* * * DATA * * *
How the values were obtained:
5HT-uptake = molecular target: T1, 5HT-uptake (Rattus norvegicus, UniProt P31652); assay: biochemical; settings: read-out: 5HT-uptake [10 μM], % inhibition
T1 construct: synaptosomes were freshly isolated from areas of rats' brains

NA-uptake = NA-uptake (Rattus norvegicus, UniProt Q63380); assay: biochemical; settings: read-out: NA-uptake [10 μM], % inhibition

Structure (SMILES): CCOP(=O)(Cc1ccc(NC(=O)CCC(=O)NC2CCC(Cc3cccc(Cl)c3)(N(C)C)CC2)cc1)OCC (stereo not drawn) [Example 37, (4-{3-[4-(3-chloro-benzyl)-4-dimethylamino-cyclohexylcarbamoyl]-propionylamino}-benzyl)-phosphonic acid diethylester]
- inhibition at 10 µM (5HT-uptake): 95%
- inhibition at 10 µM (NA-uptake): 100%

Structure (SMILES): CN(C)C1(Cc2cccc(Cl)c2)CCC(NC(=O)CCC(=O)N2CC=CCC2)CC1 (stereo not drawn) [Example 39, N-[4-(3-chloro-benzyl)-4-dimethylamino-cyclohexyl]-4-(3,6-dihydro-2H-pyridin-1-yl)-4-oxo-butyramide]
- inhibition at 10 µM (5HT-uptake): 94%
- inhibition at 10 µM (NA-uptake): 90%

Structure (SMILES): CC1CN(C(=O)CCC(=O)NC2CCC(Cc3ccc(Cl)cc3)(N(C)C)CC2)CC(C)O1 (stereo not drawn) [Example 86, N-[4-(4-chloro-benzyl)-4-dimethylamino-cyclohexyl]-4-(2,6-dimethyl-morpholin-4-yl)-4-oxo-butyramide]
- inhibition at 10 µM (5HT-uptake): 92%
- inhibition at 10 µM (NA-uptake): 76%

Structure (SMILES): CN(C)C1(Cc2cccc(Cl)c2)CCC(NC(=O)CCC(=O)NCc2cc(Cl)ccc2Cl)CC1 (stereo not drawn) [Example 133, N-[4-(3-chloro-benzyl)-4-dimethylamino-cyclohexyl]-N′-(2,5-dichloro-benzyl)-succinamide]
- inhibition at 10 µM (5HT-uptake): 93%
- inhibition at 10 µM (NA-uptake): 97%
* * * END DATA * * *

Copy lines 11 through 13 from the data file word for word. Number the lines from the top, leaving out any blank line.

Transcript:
Structure (SMILES): CC1CN(C(=O)CCC(=O)NC2CCC(Cc3ccc(Cl)cc3)(N(C)C)CC2)CC(C)O1 (stereo not drawn) [Example 86, N-[4-(4-chloro-benzyl)-4-dimethylamino-cyclohexyl]-4-(2,6-dimethyl-morpholin-4-yl)-4-oxo-butyramide]
- inhibition at 10 µM (5HT-uptake): 92%
- inhibition at 10 µM (NA-uptake): 76%